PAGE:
Reinventing the wheel

You have by now probably seen the video of the USPSA shooter that uses the inertia of the slide to chamber a round in his Glock with one hand.  If not, the Firearm Blog has the video.  Sebastian also hauls out his nerd card and does the math to work out the physics of the Glock Trick (which is not a trick).

It is a very cool trick, and it can be replicated; however from a competition standpoint it’s just that – a cute stunt.  I doubt very much that by doing the slide with one hand, you save any time over coming over the top of the gun and racking the slide in a traditional controlled manner.  Yes, it looks cool, but it also increases your chances of something bad happening.  Being a safety officer, I don’t exactly have to stretch my imagination to see someone trying this trick and muzzling themselves, having an ND, or straight up dropping their gun.

I’m not saying that I don’t think it’s a cool video, because it is.  My problem is that it’s not practical.  It falls squarely under the reinventing the wheel because if (and this is a big if) you save any time doing it, I doubt very much that you couldn’t shave that same amount of time by practicing your loading technique until it was smooth and then practicing your strong hand shooting to get better at that.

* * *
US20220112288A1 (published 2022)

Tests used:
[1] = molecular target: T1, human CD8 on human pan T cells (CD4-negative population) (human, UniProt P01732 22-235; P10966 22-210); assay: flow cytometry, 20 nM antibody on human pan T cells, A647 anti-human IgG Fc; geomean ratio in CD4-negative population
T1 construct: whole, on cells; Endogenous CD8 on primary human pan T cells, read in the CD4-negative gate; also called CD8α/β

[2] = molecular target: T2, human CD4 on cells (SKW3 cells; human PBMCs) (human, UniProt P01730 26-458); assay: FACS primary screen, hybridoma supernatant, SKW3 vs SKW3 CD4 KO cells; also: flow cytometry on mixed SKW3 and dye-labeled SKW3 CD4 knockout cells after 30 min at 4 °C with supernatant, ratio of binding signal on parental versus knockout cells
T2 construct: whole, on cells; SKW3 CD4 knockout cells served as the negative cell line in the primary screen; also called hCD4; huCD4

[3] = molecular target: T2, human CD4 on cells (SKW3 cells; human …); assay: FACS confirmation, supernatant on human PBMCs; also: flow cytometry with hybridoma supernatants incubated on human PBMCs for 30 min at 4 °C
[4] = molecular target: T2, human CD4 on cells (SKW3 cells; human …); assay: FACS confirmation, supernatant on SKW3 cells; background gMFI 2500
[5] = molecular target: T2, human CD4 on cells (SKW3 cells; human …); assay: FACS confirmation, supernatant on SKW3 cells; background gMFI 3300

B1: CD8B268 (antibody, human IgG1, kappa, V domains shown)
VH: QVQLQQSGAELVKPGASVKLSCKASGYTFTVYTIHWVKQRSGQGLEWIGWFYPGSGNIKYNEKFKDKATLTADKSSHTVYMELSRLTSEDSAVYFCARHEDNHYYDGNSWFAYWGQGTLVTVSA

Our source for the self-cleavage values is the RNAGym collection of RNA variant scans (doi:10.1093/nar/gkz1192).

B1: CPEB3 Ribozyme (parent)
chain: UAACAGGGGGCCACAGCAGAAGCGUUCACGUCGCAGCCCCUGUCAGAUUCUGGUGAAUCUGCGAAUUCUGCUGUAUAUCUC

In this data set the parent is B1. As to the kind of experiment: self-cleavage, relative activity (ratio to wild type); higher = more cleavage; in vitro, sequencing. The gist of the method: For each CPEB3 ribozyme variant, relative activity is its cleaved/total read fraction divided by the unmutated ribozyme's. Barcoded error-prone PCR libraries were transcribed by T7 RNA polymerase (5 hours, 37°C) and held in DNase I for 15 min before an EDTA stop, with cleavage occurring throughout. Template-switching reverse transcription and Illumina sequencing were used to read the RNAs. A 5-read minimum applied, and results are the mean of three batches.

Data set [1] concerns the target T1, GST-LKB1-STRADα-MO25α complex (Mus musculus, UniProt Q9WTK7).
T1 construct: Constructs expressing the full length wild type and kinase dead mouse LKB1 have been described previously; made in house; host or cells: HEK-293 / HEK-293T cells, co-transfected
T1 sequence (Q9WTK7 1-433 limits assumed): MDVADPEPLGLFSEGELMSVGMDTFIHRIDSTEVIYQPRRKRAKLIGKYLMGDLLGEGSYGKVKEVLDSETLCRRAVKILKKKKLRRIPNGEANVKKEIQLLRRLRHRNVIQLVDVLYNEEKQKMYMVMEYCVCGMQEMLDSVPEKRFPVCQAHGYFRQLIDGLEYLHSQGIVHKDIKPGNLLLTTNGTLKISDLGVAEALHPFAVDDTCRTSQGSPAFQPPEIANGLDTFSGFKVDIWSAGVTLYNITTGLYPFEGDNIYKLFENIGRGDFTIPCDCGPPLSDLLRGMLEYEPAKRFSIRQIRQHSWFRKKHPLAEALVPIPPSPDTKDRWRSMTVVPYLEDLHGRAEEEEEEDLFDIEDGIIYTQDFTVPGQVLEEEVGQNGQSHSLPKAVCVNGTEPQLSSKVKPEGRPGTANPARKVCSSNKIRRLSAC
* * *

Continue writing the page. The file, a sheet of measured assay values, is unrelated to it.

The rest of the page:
Which ultimately is the moral of the story – instead of burning valuable practice time learning neat tricks like this, that time would be better spent becoming a better shooter.  Worried about your ability to load your gun?  Practice with snap caps.  Trying to shave some time on strong hand only stages?  Practice shooting strong hand only.  Neat tricks are not a substitute for good shooting skills, no matter how rad they look on YouTube.

Update: Apparently, great minds think alike.  3 minutes after I published this post, Tam published her thoughts on the matter.

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